“Very good,” answers the old man. “The money keeps flowing in and I’m eating well, and I’m still in control of my bowels and bladder. In fact, when I get up at night to pee, the good Lord turns the light on for me.”
    “What does he mean?” a baffled Doc asks Jeen.
    “Oh No!” yells Jeen, “He’s peeing in the refrigerator again.”

  2. #2 by ENDANGERED HORNBILL on Friday, 23 November 2007 - 2:06 pm

    Lee Song Yong should just treat this suspension with the contempt it desrves – quit UPM and tell the world why he did so.

    Provided his qualifications can get him into another private Univ with a course of his choice. Maybe, his sympathisers can help pay for his fees! Any takers?

    YB LKS says: “Higher Education Minister Datuk Mustapha Mohamad should quash the one-semester suspension of second-year computer science student Lee Song Yong by Universiti Putra Malaysia (UPM) and send a clear message to all universities to be single-minded in the national objective to create a world-class university system.”

    Can such a small gesture even mean anything at all let alone ‘creating a world-class university system”. As I have said before, even if the government removes all obstacles now and implements meritocracy, this will take at least 10 years for Malaysian universities to creep into world rankings. You can’t replace whole faculties and create knowledge personnel in just a few years! But, fat hopes! Even when solutions are so plain, BN will prefer to sit on their rumps rather than move their ‘####’!

  3. #3 by sotong on Friday, 23 November 2007 - 2:07 pm

    The sole intention is to instil fear.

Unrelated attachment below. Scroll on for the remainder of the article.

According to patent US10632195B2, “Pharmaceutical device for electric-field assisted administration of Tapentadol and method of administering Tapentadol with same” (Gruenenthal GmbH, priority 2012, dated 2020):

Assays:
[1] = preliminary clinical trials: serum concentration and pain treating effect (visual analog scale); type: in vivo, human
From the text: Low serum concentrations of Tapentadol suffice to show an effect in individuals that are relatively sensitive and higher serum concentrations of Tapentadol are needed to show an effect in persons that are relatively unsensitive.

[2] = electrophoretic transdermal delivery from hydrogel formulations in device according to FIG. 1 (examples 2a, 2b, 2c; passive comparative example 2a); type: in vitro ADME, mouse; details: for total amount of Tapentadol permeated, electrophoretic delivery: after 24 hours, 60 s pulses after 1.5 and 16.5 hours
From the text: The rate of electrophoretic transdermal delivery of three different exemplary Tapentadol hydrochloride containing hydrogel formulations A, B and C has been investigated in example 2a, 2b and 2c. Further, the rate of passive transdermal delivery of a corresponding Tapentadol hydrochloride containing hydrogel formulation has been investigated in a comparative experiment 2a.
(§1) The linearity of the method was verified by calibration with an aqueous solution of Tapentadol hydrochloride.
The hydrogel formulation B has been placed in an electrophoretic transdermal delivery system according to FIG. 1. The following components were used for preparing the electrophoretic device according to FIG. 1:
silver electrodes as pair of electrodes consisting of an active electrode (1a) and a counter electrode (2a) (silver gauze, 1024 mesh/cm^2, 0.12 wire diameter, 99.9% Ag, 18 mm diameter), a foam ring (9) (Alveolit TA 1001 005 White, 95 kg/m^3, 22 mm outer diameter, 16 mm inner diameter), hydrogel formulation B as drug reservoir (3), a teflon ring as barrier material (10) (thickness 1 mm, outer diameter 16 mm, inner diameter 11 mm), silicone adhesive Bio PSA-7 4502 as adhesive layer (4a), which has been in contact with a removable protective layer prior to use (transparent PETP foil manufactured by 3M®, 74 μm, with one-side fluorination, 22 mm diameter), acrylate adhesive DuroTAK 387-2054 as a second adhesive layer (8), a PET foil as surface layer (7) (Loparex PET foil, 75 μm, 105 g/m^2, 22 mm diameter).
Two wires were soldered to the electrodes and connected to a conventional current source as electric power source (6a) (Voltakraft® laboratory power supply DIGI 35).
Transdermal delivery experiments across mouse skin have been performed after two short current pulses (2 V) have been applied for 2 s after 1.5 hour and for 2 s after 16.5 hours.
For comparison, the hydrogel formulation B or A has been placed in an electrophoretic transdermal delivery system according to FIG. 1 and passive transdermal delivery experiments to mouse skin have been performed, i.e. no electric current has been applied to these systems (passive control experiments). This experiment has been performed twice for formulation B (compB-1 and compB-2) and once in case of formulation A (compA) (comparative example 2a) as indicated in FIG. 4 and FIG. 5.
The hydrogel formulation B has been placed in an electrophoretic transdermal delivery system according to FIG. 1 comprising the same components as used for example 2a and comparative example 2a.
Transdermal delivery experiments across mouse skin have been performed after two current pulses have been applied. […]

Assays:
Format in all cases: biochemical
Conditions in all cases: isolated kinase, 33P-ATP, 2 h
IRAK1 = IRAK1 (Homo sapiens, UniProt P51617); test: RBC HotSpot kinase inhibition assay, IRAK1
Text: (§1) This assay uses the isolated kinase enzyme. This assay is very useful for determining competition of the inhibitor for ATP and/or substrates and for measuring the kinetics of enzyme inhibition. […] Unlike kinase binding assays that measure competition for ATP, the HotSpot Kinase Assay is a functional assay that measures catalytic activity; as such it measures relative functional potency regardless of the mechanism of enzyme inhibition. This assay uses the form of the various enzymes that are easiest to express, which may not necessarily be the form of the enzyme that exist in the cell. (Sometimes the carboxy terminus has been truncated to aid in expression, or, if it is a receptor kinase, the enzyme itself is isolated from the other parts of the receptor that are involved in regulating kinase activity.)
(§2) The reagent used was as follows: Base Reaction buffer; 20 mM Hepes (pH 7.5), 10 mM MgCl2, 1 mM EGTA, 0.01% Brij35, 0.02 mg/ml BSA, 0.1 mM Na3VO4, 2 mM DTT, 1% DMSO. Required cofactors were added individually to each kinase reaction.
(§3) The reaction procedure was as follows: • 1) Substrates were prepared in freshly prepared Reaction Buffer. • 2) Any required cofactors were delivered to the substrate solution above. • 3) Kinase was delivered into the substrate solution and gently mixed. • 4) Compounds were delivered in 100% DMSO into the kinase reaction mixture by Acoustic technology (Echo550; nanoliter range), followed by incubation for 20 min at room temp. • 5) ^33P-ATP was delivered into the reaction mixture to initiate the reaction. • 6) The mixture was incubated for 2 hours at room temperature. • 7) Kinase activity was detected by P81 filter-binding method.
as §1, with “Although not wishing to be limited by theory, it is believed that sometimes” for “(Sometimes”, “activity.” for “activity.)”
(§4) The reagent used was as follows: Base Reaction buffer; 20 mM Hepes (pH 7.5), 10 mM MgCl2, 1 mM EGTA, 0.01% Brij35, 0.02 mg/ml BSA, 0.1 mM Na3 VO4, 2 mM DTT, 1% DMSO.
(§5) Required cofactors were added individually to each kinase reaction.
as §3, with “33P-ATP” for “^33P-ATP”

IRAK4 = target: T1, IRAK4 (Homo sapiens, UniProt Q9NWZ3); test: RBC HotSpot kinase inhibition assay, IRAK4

Their actions are grossly unfair, harsh and unnecessary and would create an unhealthy academic environment.

    No wonder the country’s education standards had declined significantly over the decades.

  4. #4 by sotong on Friday, 23 November 2007 - 2:26 pm

    Everything is politically related to these people who are running the university with priority to serve their political party/personal agenda…….this is most damaging a growing and developing country.

    If the government is serious about openess, tolerance, fairness and unity, unsuitable people should not be employed, let alone lead, such places of higher education in the first place.

  5. #5 by Libra2 on Friday, 23 November 2007 - 3:22 pm

    It all boils down to Malay Dominance. They are mocking at the other races, plain and simple.
    One UMNO guy punched a Chinese photographer – no action.
    Malay students manhandled the Chinese in UPM – no action.
    UMNO threatened the Chinese with the keris – no action.
    Nine non-Malay Ministers were ordered to withdraw their memorandum to the Sleepy King.
    How much lower can they go?
    If MCA and MIC want their communities to remain slavish and being mocked at, whom do we blame.

  6. #6 by max2811 on Friday, 23 November 2007 - 3:51 pm

    To all parents with college-aged children. Equip them with foreign degrees or qualifications. Other than the various twinning programmes offered, girls can try nursing, accounting etc. It will give them a chance to be accepted by another country which doesn’t practise marginalisation, religious intolerance, bullying, racial discrimination and wholesale corruption. Don’t talk about MCA. OKT’s brother just ‘bought’ another house with his dirty money.

  7. #7 by Jackychin on Friday, 23 November 2007 - 4:05 pm

    Such brilliant student should not bear the name of UPM in the world and to the job market, the name of the school will only bring him down as a low class graduate, look for better oppotunites which will flare his achievements elsewhere, its only fair…

  8. #8 by Cinapek on Friday, 23 November 2007 - 4:09 pm

    The actions of UPM is but an extension of the type of actions and decisions you would expect from an UMNO led Govt. Monkey see, monkey do.

    In the public arena, dissenting voices will be punished by the ISA, water cannons or, in the case of Batu Buruk, guns. The university authorities and their hired goons learn from their political masters.